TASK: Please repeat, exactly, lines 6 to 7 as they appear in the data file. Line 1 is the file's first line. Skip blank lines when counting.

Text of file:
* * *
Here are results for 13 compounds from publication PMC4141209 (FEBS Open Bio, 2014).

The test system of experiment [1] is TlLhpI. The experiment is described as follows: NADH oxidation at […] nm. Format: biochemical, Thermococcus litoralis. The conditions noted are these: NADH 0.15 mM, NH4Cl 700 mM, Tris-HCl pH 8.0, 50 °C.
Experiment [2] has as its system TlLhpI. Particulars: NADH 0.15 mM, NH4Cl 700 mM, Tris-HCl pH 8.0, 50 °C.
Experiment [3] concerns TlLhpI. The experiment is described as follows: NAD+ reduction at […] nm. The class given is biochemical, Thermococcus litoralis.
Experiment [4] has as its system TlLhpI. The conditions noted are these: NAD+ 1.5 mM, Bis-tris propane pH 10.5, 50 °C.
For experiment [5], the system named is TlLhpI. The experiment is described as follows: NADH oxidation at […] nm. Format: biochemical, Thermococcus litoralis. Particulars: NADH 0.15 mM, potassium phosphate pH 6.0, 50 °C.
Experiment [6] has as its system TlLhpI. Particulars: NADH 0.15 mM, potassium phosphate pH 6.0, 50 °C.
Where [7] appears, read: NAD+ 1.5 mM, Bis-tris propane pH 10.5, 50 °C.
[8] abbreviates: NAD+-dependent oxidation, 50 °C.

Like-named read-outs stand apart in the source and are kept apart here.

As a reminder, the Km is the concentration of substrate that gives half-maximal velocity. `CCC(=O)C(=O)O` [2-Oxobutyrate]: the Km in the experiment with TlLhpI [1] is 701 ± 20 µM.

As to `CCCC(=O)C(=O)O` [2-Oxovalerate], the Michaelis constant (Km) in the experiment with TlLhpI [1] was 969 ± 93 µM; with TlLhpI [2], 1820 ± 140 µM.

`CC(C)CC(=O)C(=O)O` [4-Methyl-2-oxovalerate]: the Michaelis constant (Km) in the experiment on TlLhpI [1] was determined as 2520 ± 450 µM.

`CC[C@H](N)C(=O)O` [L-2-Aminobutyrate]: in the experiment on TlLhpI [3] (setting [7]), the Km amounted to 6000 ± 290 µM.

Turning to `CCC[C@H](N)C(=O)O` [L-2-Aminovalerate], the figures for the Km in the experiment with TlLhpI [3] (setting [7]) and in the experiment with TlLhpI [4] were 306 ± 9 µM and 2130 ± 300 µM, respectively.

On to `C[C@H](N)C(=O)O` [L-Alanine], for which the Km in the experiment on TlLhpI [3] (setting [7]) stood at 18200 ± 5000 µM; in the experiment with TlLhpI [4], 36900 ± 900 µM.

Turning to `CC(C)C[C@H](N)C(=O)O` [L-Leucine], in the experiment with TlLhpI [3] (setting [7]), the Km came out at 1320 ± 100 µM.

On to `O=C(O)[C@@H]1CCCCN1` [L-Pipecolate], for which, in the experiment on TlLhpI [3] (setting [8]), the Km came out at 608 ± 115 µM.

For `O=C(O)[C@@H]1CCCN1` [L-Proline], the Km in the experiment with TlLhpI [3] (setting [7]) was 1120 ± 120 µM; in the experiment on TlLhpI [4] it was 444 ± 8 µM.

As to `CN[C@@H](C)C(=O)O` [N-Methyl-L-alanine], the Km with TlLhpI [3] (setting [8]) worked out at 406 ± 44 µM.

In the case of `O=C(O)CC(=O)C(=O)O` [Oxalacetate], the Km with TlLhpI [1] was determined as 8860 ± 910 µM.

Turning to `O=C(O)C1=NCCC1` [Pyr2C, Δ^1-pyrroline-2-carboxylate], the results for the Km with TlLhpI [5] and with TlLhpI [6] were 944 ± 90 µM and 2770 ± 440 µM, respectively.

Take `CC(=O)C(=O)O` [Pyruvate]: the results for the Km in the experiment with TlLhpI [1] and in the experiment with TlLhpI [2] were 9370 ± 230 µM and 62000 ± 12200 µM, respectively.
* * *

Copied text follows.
For experiment [5], the system named is TlLhpI. The experiment is described as follows: NADH oxidation at […] nm. Format: biochemical, Thermococcus litoralis. Particulars: NADH 0.15 mM, potassium phosphate pH 6.0, 50 °C.
Experiment [6] has as its system TlLhpI. Particulars: NADH 0.15 mM, potassium phosphate pH 6.0, 50 °C.